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By Gary Truitt, Ag Hoosier Today sent via

Did you ever wonder what radical environmentalists and opponents of modern agriculture do when credible scientific facts are presented that dash their assumptions and undermine their positions?

They simply ignore them; and, with the help of their sycophants in the media, they make sure no one ever hears the truth. If you think I am exaggerating, let me show you the most recent example of how proponents of climate change and organic farming refused to acknowledge the existence of groundbreaking research that contradicted their long held beliefs.

"Pound-for-pound, beef produced with grains and growth hormones produces 40% less greenhouse gas emissions and saves two-thirds more land for nature compared to organic grass-fed beef."

This was the conclusion of a research report published by the prestigious Center For Global Food Issues, a division of the Hudson Institute. To reach these startling conclusions, analysts used beef production models from Iowa State University's Leopold Center for Sustainable Agriculture and greenhouse gas emissions estimates from the UN Intergovernmental Panel on Climate Change (UN IPCC). The data showed major environmental benefits of this production system: Saving 2/3rds more land for nature and producing 40% fewer greenhouse gas emissions per pound of beef produced.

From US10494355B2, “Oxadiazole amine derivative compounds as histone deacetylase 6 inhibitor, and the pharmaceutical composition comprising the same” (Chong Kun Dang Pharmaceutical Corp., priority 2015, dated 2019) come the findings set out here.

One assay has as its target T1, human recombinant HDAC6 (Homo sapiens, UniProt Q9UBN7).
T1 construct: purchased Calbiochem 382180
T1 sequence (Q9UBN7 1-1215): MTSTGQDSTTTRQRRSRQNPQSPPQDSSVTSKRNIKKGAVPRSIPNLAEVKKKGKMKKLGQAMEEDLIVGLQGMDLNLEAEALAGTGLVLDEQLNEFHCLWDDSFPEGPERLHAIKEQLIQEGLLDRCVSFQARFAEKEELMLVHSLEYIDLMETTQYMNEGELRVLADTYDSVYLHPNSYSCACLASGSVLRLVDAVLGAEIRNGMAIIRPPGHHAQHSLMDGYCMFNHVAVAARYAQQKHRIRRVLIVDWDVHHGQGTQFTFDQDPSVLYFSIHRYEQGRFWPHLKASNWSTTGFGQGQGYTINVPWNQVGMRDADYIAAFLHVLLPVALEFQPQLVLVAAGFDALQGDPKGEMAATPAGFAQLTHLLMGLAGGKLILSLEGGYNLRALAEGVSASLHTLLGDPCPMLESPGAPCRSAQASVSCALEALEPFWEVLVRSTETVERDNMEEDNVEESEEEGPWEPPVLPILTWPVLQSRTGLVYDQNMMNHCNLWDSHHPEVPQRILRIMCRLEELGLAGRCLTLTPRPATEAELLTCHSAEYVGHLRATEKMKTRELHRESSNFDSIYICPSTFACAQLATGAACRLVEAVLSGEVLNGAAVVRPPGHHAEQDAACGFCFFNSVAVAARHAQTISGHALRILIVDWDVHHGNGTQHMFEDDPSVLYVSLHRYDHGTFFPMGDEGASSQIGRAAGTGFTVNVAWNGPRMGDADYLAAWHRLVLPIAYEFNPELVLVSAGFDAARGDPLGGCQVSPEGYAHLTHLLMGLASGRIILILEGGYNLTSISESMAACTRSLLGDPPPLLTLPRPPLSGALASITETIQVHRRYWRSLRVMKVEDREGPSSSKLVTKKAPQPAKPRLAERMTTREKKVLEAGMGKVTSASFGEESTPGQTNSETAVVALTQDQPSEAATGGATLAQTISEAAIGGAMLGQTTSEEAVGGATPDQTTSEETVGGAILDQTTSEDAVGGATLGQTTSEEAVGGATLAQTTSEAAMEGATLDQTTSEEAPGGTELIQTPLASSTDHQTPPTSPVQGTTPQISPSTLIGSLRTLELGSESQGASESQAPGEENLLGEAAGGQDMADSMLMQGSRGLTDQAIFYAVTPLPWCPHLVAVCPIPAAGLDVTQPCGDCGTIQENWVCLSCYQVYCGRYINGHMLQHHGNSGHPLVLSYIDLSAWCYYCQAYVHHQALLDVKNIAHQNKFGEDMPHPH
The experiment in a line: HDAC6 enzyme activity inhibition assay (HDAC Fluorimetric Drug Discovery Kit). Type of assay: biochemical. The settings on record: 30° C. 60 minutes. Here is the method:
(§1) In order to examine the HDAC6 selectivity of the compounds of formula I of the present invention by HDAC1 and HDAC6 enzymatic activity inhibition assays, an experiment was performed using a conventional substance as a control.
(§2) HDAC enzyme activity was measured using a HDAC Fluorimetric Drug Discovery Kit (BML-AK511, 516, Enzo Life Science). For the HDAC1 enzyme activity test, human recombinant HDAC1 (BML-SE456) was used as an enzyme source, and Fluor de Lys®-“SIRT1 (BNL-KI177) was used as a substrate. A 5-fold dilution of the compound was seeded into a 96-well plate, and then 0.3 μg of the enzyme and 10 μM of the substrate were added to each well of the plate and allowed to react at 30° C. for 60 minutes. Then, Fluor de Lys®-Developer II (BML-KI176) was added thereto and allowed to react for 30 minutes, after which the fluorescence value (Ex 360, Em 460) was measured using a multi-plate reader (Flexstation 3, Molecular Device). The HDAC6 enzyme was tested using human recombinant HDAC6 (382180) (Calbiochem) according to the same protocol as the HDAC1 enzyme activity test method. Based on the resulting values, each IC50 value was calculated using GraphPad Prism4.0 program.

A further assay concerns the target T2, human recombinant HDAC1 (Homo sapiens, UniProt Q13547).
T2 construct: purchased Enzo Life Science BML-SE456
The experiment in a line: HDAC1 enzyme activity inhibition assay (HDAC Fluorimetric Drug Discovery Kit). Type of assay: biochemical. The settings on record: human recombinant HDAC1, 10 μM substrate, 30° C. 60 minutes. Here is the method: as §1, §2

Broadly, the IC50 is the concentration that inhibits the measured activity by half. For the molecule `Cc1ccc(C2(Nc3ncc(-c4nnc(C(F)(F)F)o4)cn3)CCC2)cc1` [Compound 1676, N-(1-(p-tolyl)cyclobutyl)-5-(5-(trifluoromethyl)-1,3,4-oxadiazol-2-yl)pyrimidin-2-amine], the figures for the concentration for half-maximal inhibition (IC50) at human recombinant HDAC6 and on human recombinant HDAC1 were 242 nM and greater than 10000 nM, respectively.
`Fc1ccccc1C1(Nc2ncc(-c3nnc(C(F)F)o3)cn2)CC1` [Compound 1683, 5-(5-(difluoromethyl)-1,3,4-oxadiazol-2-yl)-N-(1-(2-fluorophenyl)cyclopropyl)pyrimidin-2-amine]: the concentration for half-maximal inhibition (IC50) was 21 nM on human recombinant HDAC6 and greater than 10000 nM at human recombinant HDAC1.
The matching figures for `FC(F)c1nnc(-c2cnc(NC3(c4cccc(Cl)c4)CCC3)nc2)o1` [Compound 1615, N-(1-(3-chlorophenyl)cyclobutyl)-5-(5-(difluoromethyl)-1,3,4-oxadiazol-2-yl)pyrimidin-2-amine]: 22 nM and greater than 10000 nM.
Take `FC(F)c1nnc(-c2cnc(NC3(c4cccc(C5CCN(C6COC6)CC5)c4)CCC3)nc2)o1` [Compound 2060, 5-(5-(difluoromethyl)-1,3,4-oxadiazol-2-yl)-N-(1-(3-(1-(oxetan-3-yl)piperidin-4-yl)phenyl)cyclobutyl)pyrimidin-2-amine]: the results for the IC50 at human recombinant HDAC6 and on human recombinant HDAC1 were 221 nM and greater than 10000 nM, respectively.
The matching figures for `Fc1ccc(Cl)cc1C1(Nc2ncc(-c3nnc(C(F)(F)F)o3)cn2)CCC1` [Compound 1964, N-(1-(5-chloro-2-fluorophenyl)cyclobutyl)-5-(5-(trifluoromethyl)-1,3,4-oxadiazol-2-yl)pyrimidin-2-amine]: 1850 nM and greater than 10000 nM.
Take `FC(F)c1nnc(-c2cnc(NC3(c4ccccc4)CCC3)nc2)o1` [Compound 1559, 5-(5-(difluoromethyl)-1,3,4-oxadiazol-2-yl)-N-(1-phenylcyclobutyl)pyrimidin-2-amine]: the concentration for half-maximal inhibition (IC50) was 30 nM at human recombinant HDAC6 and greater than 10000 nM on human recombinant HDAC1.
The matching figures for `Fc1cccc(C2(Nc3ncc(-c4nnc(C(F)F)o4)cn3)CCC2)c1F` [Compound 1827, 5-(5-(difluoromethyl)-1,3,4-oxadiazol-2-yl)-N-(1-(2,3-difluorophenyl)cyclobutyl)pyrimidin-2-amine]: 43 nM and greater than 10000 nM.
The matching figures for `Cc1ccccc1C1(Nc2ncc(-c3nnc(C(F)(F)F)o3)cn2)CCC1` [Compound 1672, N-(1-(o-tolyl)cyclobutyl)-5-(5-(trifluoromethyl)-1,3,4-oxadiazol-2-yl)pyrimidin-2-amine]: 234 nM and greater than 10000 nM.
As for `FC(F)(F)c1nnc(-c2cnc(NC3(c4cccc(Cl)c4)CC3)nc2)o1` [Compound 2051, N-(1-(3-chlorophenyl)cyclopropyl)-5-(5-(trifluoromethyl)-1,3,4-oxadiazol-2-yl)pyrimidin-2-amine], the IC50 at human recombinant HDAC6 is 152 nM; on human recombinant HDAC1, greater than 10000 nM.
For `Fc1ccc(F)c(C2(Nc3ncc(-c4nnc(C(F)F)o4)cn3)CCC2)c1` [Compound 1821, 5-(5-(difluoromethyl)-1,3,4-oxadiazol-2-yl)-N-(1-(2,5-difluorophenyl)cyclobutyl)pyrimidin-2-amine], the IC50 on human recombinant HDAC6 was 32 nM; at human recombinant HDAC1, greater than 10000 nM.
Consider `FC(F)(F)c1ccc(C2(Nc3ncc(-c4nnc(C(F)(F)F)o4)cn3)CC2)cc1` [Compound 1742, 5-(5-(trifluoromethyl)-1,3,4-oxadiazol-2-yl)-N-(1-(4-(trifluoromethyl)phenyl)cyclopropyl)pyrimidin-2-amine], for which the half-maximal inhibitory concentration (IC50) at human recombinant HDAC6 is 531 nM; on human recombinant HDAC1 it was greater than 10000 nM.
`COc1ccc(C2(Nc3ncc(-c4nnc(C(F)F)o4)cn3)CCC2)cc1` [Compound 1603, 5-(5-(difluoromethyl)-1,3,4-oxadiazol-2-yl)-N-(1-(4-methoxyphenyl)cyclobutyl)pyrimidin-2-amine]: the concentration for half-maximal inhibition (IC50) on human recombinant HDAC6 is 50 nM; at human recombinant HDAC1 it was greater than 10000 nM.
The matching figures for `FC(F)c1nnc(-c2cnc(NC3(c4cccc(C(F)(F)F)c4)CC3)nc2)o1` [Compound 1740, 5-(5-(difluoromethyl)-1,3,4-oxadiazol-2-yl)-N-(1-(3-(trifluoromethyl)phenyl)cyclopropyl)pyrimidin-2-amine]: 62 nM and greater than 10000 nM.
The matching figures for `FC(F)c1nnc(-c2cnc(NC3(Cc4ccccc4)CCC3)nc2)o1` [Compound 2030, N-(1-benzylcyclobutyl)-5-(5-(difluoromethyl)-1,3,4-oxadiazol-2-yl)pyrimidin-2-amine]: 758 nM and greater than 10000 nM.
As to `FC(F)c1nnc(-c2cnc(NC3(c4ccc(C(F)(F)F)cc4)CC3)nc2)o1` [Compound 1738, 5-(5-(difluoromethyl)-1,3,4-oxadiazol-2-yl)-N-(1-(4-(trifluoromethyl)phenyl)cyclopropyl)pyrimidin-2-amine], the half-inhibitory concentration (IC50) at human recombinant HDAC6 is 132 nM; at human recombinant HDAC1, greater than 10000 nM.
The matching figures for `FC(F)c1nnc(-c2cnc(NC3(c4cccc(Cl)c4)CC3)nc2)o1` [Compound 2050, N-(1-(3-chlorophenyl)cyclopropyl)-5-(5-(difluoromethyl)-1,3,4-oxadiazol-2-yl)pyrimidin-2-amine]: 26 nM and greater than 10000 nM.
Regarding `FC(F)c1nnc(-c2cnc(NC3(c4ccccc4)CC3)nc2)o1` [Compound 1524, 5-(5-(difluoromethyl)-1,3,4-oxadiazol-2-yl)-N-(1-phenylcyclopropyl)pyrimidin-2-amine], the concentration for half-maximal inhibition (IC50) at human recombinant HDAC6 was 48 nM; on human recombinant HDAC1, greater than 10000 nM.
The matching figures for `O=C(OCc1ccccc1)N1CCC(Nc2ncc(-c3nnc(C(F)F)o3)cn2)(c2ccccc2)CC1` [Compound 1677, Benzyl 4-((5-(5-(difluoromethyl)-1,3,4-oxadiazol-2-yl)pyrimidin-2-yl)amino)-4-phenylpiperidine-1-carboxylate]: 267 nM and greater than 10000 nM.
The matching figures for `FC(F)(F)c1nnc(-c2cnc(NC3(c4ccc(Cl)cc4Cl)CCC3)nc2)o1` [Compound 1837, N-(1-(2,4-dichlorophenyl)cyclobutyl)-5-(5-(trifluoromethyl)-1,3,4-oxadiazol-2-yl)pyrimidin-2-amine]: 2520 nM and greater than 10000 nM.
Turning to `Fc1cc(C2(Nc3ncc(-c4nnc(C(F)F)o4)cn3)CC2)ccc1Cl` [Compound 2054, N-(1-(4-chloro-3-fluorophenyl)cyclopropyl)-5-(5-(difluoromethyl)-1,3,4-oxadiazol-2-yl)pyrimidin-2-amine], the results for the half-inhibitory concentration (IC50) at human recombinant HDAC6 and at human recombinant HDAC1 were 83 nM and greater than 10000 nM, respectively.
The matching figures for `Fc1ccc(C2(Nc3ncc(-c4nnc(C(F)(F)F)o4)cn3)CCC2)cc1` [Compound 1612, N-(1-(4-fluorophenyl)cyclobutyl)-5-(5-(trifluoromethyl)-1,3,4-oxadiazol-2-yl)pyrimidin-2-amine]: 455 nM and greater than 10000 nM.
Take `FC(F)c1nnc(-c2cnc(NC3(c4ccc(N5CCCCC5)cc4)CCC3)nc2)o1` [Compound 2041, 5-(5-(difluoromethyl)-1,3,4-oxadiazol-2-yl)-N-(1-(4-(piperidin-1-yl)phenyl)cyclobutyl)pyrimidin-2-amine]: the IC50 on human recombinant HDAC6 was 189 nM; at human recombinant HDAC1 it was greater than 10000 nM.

For the first time, this study compared the land costs and greenhouse gas emissions of organic grass-based beef with conventional grain-finished beef. To be specific, grass-based organic beef requires more than 5 acre-days to produce a pound of beef, less than 1.7 acre-days are needed in a grain-fed feedlot system using growth hormones.

As report author Alex Avery put it, "Environmentally conscious consumers who have been told that grass-raised beef is more environmentally sensitive and sustainable should rethink their beef purchases in light of our findings,"

Given the current public interest in global climate change, you would think this would be big news. But it hardly made a ripple in the environmental community or the mass media. A search of the CNN, USA Today, and New York Times web sites turned up no references to this report. A Google search found only 640 web sites that referenced the story. A brief review of the sites that did carry the story revealed primarily agricultural, business, and PR web sites. A search of the Grist environmental web site revealed 640 stories on greenhouse gases but no mention of the CGFI report.

When some crackpot says there is a way to reduce greenhouse gasses by cutting back on something, doing way with something, regulating something, or outright banning something, the media is at the head of the pack cheering on the new way to save the earth. But let respectable scientists suggest we can reduce greenhouse gasses and use our limited land resources more efficiently, by using technology and modern production practices and know body seems to care.

So next time someone tries to make you feel guilty about greenhouse gas emissions, ask them to help you save the planet by taking you out for a grain-fed steak dinner.

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